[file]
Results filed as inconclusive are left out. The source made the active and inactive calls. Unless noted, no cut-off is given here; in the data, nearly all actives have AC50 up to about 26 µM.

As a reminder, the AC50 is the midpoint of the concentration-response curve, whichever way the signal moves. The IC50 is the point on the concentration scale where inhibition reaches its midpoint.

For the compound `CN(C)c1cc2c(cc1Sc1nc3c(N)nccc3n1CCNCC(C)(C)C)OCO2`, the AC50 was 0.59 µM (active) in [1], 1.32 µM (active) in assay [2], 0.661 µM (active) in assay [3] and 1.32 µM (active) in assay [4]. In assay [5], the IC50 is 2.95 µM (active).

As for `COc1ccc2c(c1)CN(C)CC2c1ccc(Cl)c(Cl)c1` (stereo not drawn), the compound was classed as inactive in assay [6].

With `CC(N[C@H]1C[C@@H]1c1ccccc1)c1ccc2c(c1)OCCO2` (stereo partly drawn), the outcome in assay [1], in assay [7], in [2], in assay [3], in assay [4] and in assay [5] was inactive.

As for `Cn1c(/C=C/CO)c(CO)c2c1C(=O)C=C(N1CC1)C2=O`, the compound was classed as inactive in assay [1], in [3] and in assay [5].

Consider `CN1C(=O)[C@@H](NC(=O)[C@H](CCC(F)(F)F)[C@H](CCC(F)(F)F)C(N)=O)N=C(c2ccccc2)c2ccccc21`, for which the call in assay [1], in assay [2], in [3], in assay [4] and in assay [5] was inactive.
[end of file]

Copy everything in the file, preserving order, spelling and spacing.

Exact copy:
Results filed as inconclusive are left out. The source made the active and inactive calls. Unless noted, no cut-off is given here; in the data, nearly all actives have AC50 up to about 26 µM.

As a reminder, the AC50 is the midpoint of the concentration-response curve, whichever way the signal moves. The IC50 is the point on the concentration scale where inhibition reaches its midpoint.

For the compound `CN(C)c1cc2c(cc1Sc1nc3c(N)nccc3n1CCNCC(C)(C)C)OCO2`, the AC50 was 0.59 µM (active) in [1], 1.32 µM (active) in assay [2], 0.661 µM (active) in assay [3] and 1.32 µM (active) in assay [4]. In assay [5], the IC50 is 2.95 µM (active).

As for `COc1ccc2c(c1)CN(C)CC2c1ccc(Cl)c(Cl)c1` (stereo not drawn), the compound was classed as inactive in assay [6].

With `CC(N[C@H]1C[C@@H]1c1ccccc1)c1ccc2c(c1)OCCO2` (stereo partly drawn), the outcome in assay [1], in assay [7], in [2], in assay [3], in assay [4] and in assay [5] was inactive.

As for `Cn1c(/C=C/CO)c(CO)c2c1C(=O)C=C(N1CC1)C2=O`, the compound was classed as inactive in assay [1], in [3] and in assay [5].

Consider `CN1C(=O)[C@@H](NC(=O)[C@H](CCC(F)(F)F)[C@H](CCC(F)(F)F)C(N)=O)N=C(c2ccccc2)c2ccccc21`, for which the call in assay [1], in assay [2], in [3], in assay [4] and in assay [5] was inactive.